Most of us only think about the customer support team at a software vendor when something goes wrong. We could be trying to configure the product, figuring out a feature, or worst case, the product isn’t working for us. With most vendors, support is readily available and you’re quickly speaking with someone who can resolve your issue. A few days later, you may get a survey to complete and, in most cases, you report your satisfaction. But is that enough? Shouldn’t you get more from your support team, especially when you’re paying annual maintenance fees?
The best way to work is through influence. But how do you accomplish it? It begins with realizing that we all act in our own best interest. It’s human nature. In every situation, we’re evaluating the gains and losses, weighing how we can get what we need. Even when we strive to help others, we do it because it feels good and makes us feel good about ourselves.
We’re all being asked to warm up to IT climate change. With narrowing profit margins, companies put pressure on every department to reduce costs. IT, too long seen only as a ‘cost center,’ is particularly vulnerable. While hardware costs may be seen as more manageable, software and people costs look like better targets. In this ‘storm’ of cost-cutting, you want an umbrella or a shelter to protect you from the risk of a lightning strike that will eliminate your job.
A guest post by Denise P. Kalm – You’ve probably met John Baker, mainframe guru at MVS Solutions. He speaks regularly at SHARE and CMG (and probably a few places I didn’t know about). His smiling face greets you at the MVS Solutions booth. But what you may not know is that he is passionate about volunteering for CMG – Computer Measurement Group.
With the General Chair overseeing the logistics, John is responsible for ensuring that CMG continues to provide quality mainframe content, in addition to the other tracks. Since mainframes are only a part of what CMG covers, John must work diligently to find the kinds of papers people really want to hear. Because of his wide network, he can draw on some of the ‘mainframe stars’ to help out.
We systems programmers love metrics – and we have a lot of them. But in two areas, we struggle: SLAs and KPIs. Service Level Agreements (SLAs) always exist, even in you never agreed to any. The business and end users have expectations and, in their minds, these are SLAs. We may have set them for online, but rarely have more than a ‘suggested’ due-out time.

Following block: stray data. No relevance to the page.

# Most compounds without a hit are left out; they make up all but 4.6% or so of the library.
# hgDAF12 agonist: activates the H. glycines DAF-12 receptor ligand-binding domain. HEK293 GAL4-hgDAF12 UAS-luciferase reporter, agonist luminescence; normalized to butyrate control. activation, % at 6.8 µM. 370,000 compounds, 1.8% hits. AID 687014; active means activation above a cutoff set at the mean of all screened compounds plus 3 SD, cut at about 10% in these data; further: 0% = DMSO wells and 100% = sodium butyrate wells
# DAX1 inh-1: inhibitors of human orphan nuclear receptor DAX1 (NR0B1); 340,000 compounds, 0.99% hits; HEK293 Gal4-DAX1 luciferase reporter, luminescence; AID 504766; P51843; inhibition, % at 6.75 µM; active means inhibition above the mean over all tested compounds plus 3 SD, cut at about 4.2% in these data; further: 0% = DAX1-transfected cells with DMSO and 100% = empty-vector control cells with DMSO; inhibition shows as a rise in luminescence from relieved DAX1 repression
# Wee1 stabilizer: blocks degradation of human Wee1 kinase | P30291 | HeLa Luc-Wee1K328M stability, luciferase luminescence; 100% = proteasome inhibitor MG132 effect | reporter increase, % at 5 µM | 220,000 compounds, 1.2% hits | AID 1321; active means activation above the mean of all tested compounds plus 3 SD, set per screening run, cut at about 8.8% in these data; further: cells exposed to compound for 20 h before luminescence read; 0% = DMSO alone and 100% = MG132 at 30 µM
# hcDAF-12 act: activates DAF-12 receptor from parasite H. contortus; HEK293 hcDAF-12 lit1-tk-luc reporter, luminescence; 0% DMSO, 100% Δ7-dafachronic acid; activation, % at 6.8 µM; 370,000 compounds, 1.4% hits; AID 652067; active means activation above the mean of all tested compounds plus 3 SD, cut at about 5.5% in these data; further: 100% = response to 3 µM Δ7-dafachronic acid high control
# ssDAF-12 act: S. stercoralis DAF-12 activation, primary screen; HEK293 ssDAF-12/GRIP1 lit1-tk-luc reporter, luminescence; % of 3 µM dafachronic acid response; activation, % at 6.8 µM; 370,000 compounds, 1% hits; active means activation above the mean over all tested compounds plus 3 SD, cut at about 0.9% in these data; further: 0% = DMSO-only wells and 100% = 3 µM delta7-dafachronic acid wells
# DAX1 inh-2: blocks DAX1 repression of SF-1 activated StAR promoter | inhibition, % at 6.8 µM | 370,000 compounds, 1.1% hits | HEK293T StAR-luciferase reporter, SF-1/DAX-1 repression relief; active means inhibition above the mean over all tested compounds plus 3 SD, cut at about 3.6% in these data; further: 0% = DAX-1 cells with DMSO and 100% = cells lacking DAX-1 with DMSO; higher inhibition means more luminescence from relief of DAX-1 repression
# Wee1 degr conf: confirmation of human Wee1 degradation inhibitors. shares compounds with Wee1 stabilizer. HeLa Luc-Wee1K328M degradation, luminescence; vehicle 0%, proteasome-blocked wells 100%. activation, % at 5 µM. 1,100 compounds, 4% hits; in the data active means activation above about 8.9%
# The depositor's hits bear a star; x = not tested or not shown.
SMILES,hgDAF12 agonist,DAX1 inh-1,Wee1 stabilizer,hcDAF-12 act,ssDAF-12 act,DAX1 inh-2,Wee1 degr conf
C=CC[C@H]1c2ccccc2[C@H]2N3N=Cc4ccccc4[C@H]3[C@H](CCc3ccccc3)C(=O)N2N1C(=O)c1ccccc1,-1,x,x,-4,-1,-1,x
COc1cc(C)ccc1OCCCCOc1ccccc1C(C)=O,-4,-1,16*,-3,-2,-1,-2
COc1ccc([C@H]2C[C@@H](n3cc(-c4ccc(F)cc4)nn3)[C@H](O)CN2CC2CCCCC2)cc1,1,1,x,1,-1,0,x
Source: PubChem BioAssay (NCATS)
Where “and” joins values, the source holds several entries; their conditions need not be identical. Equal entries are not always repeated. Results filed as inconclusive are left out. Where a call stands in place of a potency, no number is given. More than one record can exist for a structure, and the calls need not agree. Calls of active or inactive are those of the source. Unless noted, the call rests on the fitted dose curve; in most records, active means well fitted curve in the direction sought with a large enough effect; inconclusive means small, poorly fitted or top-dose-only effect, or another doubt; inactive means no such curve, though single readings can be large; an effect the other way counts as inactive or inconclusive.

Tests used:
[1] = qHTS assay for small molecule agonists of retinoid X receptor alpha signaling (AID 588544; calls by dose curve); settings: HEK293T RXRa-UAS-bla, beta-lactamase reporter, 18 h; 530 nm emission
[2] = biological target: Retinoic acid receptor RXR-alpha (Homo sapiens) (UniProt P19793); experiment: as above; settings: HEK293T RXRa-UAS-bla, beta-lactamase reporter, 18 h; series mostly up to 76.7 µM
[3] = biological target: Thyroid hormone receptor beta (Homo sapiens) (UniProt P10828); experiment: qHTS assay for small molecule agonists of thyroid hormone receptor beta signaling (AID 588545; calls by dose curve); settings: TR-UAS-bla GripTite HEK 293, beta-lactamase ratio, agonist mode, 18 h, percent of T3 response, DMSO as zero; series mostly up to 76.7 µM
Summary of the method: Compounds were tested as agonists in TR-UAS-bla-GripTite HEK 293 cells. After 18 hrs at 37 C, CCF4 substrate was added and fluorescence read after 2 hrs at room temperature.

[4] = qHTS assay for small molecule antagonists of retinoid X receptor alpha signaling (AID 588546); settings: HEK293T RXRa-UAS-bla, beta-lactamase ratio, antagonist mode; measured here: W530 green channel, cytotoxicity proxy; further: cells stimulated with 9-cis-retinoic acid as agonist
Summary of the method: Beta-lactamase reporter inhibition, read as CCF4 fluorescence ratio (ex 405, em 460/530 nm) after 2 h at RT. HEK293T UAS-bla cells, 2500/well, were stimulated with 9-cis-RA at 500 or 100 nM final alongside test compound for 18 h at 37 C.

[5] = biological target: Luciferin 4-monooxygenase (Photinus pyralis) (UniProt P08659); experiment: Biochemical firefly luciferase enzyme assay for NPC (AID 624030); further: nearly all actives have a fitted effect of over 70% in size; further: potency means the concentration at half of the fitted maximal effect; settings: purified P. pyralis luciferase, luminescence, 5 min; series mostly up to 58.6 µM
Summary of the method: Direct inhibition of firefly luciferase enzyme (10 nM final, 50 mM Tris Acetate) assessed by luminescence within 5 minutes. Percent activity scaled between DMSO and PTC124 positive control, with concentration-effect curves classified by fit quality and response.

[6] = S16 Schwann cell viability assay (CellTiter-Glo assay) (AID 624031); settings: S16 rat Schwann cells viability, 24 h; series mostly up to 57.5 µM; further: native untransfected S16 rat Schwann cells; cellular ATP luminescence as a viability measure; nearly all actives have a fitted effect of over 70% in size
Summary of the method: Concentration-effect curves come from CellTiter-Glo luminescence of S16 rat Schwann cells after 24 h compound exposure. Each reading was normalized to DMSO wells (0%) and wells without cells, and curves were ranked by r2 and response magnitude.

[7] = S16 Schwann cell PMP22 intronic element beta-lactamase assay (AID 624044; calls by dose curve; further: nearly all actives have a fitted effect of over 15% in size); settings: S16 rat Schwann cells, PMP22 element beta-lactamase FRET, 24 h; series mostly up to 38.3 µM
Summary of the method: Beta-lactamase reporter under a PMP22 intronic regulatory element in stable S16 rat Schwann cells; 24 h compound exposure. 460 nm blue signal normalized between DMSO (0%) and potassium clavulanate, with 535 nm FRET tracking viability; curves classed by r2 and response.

We don’t generally communicate well with the business, which means being seen more as a cost center than a value provider. I think we can do better, but perhaps we need to look for another metric, one that is useful in reaching across the aisle to the business especially in the area of batch performance.
We’ve all experienced that dread moment after purchasing an item where we open the box and read the words ‘some assembly required.’ For some, it was the night before Christmas and the item was something you expected would be complete, like a tricycle. For me, it was almost every piece of furniture I got from Scandinavian Designs. The easy part was making sure you had all the parts, never a guarantee. But then, you’d have some confusing diagram that was supposed to guide you through a ‘quick and easy’ process to get to your finished product. It was never quick or easy.
As a child, I was always impressed by how Tom Sawyer got other people to do his work for him. Instead of offering a trade, Sawyer flipped the challenge on its head. He made people feel like white-washing a fence was so pleasurable they should pay him for the privilege. I can only imagine what a speaker and salesman he would have grown up to be. What a gift! I think we all feel overworked much of the time. Between layoffs and retirements, most of us have more than one job we’re trying to manage with too many tasks not to our liking. Even in the rarified waters of complex IT projects, there are still tasks that can feel as unrewarding and uninteresting as white-washing a fence. Either it is a task that challenged you many years ago and no longer does, or it is simply uninteresting to you personally.